- FoxNet, the content technology unit formed in January by media giant 21st Century Fox, bought mobile game developer Aftershock, according to a press release by the company. Terms of the deal weren’t disclosed.
- Aaron Loeb, who was president of Aftershock after it was spun out from game developer Kabam, will continue to oversee the company as president of studios for FoxNext Games. Prior to the acquisition, Aftershock had worked with Fox and James Cameron’s Lightstorm Entertainment on a multiplayer mobile strategy game based on the Avatar movie.
- Aftershock will maintain offices in Los Angeles and San Francisco. FoxNext divisions include FoxNext VR, which is developing a Planet of the Apes-themed experience, and FoxNext Destinations, which is developing a multiplayer virtual reality (VR) game based on the Alien franchise.
FoxNext launched in January to focus on videogames, VR, augmented reality (AR) and location-based entertainment. The new segment clearly wants to expand its parent company's popular movie franchises into interactive entertainment, including mobile apps. This news comes 11 years after Fox Interactive shuttered, which developed games like Aliens vs. Predator based on the film franchise. Aftershock, on the other hand, has a notable track record, helping to develop game franchises that grossed more than $100 million each and hundreds of millions of game installs, including Marvel Contest of Champions, The Hobbit: Kingdoms of Middle-earth, Kingdoms of Camelot and Dragons of Atlantis — each of which won App Store Editors' Choice awards, per the press release.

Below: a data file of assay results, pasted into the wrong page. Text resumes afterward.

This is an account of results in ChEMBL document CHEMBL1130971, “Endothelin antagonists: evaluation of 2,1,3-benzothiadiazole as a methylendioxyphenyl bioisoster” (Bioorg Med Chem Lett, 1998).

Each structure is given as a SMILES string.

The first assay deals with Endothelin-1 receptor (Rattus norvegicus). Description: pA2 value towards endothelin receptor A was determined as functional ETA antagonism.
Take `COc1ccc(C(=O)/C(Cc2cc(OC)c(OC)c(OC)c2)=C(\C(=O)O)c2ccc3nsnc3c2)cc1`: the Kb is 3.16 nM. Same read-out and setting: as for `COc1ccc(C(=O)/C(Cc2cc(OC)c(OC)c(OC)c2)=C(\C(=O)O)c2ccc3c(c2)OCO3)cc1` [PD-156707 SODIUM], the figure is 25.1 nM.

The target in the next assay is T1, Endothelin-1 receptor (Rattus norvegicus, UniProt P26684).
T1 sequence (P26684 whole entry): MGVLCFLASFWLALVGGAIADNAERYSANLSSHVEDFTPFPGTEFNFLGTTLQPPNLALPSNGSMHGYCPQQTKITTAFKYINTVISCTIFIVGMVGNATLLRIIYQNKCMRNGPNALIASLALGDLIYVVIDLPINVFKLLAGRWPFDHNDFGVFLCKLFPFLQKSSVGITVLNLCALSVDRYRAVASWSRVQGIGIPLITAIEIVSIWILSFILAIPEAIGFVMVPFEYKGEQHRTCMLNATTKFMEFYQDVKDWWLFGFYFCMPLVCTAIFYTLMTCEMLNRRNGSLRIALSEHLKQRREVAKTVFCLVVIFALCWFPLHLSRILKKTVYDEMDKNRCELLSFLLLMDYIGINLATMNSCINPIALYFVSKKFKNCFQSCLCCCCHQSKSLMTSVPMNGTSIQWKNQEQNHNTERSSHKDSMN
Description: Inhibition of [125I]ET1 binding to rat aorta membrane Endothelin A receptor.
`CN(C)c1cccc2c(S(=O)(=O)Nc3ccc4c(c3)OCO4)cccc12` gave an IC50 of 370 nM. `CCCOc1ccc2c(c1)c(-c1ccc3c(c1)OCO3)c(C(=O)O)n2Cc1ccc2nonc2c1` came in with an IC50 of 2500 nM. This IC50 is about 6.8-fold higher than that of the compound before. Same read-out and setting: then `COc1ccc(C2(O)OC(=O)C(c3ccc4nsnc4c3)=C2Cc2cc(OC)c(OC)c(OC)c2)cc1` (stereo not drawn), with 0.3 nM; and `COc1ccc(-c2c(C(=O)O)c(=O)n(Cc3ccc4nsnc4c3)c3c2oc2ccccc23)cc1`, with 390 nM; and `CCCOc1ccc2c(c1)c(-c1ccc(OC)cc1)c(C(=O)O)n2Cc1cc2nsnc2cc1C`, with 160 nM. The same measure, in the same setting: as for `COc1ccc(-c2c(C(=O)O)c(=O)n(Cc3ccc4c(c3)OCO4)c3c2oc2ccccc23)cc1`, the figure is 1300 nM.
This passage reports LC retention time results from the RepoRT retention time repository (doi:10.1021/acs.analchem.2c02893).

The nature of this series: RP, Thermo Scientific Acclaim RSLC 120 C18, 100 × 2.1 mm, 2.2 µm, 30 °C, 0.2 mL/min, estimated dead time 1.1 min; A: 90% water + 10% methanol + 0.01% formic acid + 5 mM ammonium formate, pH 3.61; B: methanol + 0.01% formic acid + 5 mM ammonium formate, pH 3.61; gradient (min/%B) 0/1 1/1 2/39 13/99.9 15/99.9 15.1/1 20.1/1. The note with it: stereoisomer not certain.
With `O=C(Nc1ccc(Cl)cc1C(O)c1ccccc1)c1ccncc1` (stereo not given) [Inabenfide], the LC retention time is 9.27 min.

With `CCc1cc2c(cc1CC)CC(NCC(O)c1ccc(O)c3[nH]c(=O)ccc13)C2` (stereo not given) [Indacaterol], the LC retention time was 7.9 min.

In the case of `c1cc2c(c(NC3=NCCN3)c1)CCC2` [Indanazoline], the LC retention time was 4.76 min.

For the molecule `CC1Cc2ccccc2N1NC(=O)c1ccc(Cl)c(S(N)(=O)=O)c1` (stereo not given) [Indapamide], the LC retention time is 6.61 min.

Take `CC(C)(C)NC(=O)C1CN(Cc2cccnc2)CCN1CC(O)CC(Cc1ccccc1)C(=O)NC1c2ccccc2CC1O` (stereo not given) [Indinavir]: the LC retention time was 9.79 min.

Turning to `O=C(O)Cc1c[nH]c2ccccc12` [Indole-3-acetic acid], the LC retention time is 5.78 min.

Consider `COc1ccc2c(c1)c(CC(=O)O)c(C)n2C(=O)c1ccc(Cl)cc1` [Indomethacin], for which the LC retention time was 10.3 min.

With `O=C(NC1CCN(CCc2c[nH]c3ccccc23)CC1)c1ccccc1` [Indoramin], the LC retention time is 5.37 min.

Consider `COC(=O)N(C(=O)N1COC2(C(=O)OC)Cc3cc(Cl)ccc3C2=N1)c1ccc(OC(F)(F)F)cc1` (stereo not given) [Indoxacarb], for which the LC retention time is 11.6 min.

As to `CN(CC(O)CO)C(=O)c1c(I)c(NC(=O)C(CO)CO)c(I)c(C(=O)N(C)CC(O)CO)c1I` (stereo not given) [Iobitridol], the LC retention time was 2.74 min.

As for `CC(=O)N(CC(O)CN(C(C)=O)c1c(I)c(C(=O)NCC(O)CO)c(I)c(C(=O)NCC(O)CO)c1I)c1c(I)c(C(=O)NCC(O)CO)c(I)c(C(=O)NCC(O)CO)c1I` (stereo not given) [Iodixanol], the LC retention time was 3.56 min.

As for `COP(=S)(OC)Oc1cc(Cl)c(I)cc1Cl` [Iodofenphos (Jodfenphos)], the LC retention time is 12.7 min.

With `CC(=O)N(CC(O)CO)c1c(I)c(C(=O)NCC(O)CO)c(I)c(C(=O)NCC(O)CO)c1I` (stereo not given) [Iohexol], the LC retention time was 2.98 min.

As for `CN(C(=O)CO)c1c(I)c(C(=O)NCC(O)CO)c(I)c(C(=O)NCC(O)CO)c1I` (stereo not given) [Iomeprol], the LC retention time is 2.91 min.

One of the biggest projects will be developing Avatar into a hit mobile strategy game. FoxNext president Salil Mehta said the studio will decide whether additional games will be made based on the success of the first Avatar game, according to the Hollywood Reporter. The Avatar franchise is still quite popular, with fans flocking to Disney World to explore its new Pandora: The World of Avatar theme park.
The massive popularity of smartphones has likely shifted Fox’s strategy and attitude surrounding videogames since the company closed Fox Interactive in 2006, the year before Apple introduced its iconic iPhone. "We think the mobile space is interesting because you've seen businesses grow to super-size very quickly, and there are not many segments of entertainment in which you can do that," Fox head of television Peter Rice told The Street. AR and VR are still in their infancy, but consumers are becoming more aware of the technology and their limitations, which opens up ample opportunities for marketers.